'Harlots' Premieres: 5 of the Most Infamous Brothel Madams

With Hulu's new brothel drama, 'Harlots,' available for streaming, we look back at some of the most well-known female brothel owners in history.
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With Hulu's new brothel drama, 'Harlots,' available for streaming, we look back at some of the most well-known female brothel owners in history.
Hulu's Harlots Photo

A publicity still of Hulu's 'Harlots.'

Created, directed and produced mainly by women, Harlots explores the perspectives of brothel owners and prostitutes in 18th century London and dares to look at sex work through an empathetic lens.

It's a refreshing take to see a story told through a cast of female antiheroes, and it makes one wonder what life was really like for history's real-life prostitutes-turned-brothel madams.

Here's a look at five famous madams from around the world who were pioneers in the industry. 

Elizabeth Cresswell - London

Elizabeth Cresswell Photo

Portrait of Elizabeth Cresswell, 17th century.

Though born a common woman, Elizabeth Cresswell rose up the ranks of social status and became one of the wealthiest independent female brothel owners in 17th century England. Being somewhat protected by King Charles II — since many high ranking court members were patrons of her business — Cresswell had a network of brothels extending throughout Great Britain, which featured a variety of women (including some noble women) at her customers' disposal. She became so famous that she was a fixture of pop culture and political propaganda during her lifetime.

Marguerite Gourdan & Justine Paris - Paris

Already established as successful prostitutes and brothel owners, Marguerite Gourdan and Justine Paris decided to combine their business savvy to create the most famous brothel in 18th century Paris. The brothel offered a variety of services for both high and low end clientele. There were special rooms for taboo affairs, and the ladies allowed willing members of the French court to volunteer at the brothel. The famous Cassanova even used it as a setting for his memoirs. Although business was booming, Justine never got to see the extent of its success; she died of syphilis the same year she opened the famous bordello with Marguerite.

Ada & Minna Everleigh - Chicago

Justine Paris and Marguerite Gourdan weren't the only women who decided to go into business together. In 1900 sisters Ada and Minna Everleigh opened the Everleigh Club in Chicago — the most extravagant and successful brothel in America that hosted millionaires, politicians and international royalty. With high standards and rules, the club was actually known as one of the best places to be employed in the city. When vice laws shut the brothel down 11 years later, the Everleigh sisters walked away with millions.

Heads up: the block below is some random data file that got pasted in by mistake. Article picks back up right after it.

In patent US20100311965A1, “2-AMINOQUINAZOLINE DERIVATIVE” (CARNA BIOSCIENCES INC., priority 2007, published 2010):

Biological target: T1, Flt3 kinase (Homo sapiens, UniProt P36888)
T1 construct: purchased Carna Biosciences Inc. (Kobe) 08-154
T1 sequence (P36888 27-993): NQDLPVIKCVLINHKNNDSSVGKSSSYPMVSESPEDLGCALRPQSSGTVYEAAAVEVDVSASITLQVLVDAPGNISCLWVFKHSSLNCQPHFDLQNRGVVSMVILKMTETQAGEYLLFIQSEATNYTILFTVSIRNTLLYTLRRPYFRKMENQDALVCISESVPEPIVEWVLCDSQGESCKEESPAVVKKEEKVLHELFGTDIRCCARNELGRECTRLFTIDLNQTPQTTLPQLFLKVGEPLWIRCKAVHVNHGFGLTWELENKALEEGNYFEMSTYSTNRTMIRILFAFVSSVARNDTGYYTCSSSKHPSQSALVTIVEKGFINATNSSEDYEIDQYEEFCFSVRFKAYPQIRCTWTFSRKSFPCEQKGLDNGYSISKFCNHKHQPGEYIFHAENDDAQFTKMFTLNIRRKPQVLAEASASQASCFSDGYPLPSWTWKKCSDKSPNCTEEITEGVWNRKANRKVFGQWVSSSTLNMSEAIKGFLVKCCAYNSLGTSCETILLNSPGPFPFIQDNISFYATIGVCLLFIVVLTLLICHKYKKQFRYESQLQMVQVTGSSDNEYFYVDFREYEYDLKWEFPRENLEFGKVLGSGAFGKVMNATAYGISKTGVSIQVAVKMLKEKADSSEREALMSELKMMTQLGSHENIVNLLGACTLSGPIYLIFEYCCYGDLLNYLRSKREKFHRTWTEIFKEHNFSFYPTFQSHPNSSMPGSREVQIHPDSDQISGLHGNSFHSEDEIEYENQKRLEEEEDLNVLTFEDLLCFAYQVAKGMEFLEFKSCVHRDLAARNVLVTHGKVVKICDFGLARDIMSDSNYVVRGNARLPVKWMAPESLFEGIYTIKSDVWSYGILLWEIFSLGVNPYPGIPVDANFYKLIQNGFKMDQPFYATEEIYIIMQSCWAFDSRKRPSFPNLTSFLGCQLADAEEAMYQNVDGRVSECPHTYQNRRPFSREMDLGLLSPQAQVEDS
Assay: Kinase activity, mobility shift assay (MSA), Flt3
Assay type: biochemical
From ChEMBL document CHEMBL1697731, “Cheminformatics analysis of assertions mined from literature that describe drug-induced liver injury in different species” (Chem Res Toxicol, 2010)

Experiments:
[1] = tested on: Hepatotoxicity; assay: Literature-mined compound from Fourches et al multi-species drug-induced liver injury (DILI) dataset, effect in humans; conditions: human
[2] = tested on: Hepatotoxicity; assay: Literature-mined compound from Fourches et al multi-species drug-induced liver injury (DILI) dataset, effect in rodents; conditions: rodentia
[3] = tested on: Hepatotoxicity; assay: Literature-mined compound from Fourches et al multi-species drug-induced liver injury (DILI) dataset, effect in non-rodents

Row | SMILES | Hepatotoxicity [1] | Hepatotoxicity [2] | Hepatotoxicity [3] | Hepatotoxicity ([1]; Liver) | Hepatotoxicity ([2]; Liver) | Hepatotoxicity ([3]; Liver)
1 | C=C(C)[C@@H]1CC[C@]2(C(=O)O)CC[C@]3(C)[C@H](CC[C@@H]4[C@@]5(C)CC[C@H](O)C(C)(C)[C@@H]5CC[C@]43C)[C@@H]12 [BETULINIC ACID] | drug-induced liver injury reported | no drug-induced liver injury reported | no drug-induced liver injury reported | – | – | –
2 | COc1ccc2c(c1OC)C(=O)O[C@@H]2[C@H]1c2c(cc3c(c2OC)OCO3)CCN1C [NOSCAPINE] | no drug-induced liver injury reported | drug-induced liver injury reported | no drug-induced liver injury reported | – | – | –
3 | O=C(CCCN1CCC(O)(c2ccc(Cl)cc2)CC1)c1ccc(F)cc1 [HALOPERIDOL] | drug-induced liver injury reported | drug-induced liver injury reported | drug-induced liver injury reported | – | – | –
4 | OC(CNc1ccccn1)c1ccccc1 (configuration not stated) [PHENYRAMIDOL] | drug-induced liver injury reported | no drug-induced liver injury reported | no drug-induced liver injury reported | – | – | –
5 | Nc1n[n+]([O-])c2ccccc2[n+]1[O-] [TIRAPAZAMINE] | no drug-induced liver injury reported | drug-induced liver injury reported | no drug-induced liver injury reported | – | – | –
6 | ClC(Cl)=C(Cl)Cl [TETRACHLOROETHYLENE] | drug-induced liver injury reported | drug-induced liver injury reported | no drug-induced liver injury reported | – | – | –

Tilly Devine - Australia

Tilly Devine Photo

Tilly Devine, 1925.

In 1900, the same year that the Everleigh sisters opened up their business in Chicago, Tilly Devine was born down under in Sydney, Australia. Devine became a wanted crime lord — working as both an infamous thief, drug dealer, and a legal owner of most of the bordellos in Sydney. (Australian men were not allowed to own brothels.) Devine became one of the richest women in Australia, known for buying luxury cars and jewelry, and allocated a portion of her wealth to buy off authorities. Despite being prone to violence and jailed innumerable times for prostitution, drugs, and even attempted murder, she also built a reputation for being charitable.

Lulu White - New Orleans

Lulu White Mugshot Photo

Lulu White mugshot, 1920.

Part of Lulu White's charm was that the general public of New Orleans didn't quite know where she was from. Was she from Alabama? Cuba? Jamaica? White, on different occasions, would lay claim to each, although she was actually born in Alabama in 1868. She got her start posing for pornographic photos in the 1880s, and in 1894 established her high-end brothel, Mahogany Hall, in Storyville, the only place where prostitution was legal in New Orleans.

Calling herself the "Diamond Queen" for claiming to having the largest private jewelry collection in the South, White exploited the "exotic," proudly touting that all of her prostitutes were one eighth black. It was her way of rebelling against the Jim Crow laws. Soon after prostitution in Storyville was shut down in 1917, White got into trouble with the law in a serious way: She opened a brothel too close to a military base and consequently served three years of jail time. After getting pardoned by President Woodrow Wilson, White went right back to what she knew: she opened up another brothel and stayed in business until her death.